Q602, a 2N3904 NPN transistor, amplifies the current from Q601 by its DC current gain, which the datasheet specifies as 70 < hFE < 300. I measured hFE = 200 in the circuit shown in Photo 1, but, because hFE depends on the specific transistor, junction temperature, and collector current, that value won’t apply to your circuit. The amplified current produces a voltage across R602, a 4.7 kΩ resistor, that consists of both a DC component from the average current and small variations due to the avalanching electrons.

PHOTO 1
Reverse bias applied to the base-emitter junction of the 2N2907A transistor on the left produces avalanche-mode current noise. The 2N3904 transistor and LM324 op-amp convert the feeble noise current into the logic voltage levels required by the Arduino Pro Mini in the background. Each set of nine random bits extracted from the noise determines the color of one RGB LED site in the 8 × 8 matrix.

The top trace in Photo 2 shows the AC-coupled voltage at Q602’s collector varying by slightly more than ±500 mV around its average. The current in R602 therefore varies by ±100 µA and, dividing by the transistor’s hFE = 200, the base current varies by ±500 nA around its average, far more than the shot noise.

PHOTO 2 
The amplified avalanche noise at the 2N3904 collector (top trace) obviously has a much higher bandwidth than the LM324 output in the lower trace. The horizontal cursors mark the microcontroller’s minimum VIH and maximum VIL levels. The AC-coupled upper trace is inverted to match the output phase.

You should pick the largest possible collector resistor to maximize the gain, while keeping the operating point a few volts above the emitter voltage and below the output of U601. The 4.7 kΩ value of R602 sets the transistor’s DC operating point at 6.3 V, with plenty of headroom for the AC signal.

The spectrum analyzer display in Photo 3 shows the noise spectrum at the collector remains essentially flat to 1 MHz. Beyond that, the noise is down 3 dB at 4 MHz, 10 dB at 10 MHz, and shows significant energy well beyond 50 MHz. The trace shows the average of 100 measurements at each frequency, making it much smoother than the usual spectrum analyzer display of pure noise. The large peak at 0 Hz comes from an aliased image of the analyzer’s local oscillator; as you’ll see later, setting the trace to begin at a nonzero frequency allows the IF filters to remove the image.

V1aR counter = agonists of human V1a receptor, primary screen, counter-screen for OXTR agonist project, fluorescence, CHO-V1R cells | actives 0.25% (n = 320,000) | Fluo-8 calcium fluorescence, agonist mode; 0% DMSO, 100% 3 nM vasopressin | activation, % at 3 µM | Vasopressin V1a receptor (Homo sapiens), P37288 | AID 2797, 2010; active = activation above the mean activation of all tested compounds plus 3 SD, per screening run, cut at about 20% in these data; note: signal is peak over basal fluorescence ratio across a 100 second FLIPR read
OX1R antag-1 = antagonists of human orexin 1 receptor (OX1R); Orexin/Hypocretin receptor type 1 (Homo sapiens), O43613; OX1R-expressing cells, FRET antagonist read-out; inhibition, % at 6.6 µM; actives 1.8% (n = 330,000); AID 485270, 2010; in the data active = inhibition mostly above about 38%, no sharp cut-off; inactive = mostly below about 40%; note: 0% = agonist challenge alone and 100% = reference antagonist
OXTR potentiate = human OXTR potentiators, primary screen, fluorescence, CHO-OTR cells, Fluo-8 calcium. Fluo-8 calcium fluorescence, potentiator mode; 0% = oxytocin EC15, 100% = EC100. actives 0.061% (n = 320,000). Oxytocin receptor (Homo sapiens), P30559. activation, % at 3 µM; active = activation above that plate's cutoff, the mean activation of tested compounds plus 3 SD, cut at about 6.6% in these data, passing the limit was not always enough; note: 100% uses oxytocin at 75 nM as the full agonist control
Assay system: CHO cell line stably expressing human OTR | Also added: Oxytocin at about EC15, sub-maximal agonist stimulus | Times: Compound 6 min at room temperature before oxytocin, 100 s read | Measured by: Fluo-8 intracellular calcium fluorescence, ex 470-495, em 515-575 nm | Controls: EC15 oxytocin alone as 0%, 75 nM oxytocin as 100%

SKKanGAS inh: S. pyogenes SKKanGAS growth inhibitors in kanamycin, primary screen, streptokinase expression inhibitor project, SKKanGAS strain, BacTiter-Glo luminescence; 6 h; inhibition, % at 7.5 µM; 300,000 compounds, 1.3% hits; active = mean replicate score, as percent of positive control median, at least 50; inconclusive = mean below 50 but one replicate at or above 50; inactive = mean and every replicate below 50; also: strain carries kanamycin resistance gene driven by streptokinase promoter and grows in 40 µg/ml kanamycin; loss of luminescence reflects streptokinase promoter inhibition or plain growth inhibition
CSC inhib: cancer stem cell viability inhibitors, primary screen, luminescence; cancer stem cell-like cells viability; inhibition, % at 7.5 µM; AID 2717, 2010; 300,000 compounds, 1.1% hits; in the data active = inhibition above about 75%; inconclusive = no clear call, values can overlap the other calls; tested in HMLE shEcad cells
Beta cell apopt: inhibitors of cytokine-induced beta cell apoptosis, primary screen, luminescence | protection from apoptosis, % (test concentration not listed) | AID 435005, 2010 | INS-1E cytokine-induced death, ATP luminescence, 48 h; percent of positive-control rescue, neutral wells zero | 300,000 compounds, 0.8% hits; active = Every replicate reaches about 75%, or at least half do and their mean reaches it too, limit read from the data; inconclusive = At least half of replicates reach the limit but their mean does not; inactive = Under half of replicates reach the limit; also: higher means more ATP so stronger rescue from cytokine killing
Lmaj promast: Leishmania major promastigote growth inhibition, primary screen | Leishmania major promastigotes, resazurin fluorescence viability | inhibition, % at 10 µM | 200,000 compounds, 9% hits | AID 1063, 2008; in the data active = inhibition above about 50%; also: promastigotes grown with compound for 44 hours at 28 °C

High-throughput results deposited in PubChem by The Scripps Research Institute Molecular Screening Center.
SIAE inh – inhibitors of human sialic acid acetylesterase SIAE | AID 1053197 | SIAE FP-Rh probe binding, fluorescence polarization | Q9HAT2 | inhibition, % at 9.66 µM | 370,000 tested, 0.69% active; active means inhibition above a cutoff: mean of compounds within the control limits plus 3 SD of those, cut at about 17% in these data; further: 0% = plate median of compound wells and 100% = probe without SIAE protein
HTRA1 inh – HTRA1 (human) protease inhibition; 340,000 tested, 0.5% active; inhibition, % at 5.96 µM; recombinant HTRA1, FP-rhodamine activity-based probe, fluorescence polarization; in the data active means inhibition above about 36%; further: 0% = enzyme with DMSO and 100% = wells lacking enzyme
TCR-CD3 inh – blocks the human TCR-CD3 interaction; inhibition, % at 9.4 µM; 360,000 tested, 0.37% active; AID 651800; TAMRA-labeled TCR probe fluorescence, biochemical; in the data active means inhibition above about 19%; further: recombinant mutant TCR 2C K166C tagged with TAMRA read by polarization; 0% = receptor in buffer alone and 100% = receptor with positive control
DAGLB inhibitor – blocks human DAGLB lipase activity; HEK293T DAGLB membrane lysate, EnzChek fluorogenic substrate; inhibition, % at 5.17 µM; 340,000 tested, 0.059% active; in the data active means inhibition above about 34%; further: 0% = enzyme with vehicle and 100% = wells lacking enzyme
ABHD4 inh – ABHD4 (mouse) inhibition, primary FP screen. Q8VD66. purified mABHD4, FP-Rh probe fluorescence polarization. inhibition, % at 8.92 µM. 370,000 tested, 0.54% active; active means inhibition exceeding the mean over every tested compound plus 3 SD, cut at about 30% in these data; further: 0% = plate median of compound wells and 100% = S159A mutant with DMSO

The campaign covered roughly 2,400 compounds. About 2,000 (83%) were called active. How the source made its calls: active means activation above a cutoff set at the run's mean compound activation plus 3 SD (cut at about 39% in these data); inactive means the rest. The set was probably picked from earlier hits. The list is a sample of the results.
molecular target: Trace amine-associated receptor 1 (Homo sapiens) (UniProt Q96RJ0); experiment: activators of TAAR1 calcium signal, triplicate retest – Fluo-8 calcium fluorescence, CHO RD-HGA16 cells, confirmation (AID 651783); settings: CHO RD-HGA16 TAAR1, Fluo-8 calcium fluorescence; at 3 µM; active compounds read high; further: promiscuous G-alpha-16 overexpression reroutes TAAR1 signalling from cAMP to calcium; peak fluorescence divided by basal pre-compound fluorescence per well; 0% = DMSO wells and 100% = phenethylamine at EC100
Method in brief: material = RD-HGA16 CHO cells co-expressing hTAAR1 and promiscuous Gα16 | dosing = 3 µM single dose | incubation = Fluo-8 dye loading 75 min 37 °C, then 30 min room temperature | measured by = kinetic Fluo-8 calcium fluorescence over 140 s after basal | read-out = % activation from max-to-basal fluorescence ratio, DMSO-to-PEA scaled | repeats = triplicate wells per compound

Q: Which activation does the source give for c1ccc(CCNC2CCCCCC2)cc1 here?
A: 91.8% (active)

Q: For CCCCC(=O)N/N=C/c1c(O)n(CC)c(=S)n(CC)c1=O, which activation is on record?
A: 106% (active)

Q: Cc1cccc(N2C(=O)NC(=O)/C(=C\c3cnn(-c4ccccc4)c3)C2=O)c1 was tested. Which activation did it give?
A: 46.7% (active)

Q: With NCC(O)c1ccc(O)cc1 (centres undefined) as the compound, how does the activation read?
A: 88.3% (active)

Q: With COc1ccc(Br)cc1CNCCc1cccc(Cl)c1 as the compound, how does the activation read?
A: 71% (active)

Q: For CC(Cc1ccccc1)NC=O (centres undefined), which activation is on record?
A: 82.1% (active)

PHOTO 3 
The noise spectrum at the 2N3904 collector is flat well beyond 1 MHz. An image of the spectrum analyzer’s local oscillator produces the peak at 0 Hz and masks signal components below 50 kHz. The marker sits atop a 250 kHz signal produced by the 125 kHz SPI clock.

The diamond cursor at 250 kHz marks the second harmonic of the 125 kHz SPI clock that shifts data into the registers that drive the RGB LED matrix. When your random numbers must withstand cryptanalysis, similar small effects can compromise the results: careful attention to analog circuit layout, quite unlike what you see in Photo 1, can reduce those effects.

  • Pop quiz: How can a 125-kHz square-wave clock produce any second harmonic energy?

Capacitors C603 and C604 enhance the noise bandwidth by reducing the impedance of the AC path through the reverse-biased junction in Q601, so that the avalanche noise current doesn’t generate voltages in R603 and R605. Those two resistors set the DC resistance of the path, with the value of R605 multiplied by Q602’s DC current gain to about 200 kΩ. The difference between the bias voltage from U601 and the junction’s reverse-breakdown voltage drives DC current through the resistors.

The RGB LED matrix display circuitry appeared in the September 2015 column. I don’t have room for the full schematic here, but you can download it in Kicad format from the Circuit Cellar GoogleDrive page.

Now, to convert 1 VPP of beautiful analog noise into a useful digital signal.

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AMPLIFYING NOISE & LOSING RANDOMNESS
The Atmel ATmega328 datasheet cautions that digitizing signals with frequency components above the ADC’s sample-and-hold clock frequency, which has a maximum value of 200 kHz, will cause aliasing. I don’t know what effect the high-frequency components of the random signal in Photo 2 would have on the samples, but it’s yet another subtle effect to consider when you generate random numbers that matter.

The two horizontal cursors on the amplified signal in the lower trace of Photo 2 mark the ATmega328 digital input specifications for minimum VIH = 3 V and maximum VIL = 1.5 V. Input voltages above VIH always produce a logic 1 bit, voltages below VIL always produce a logic 0 bit, and voltages in between may produce either value: there’s no crisp threshold at the (VIH + VIL)/2 = 2.25 V level. As a result, AC-coupling the output of the 2N3904 directly to the microcontroller, with the DC level shifted to (VIH + VIL)/2, would produce logic transitions only at the highest peaks.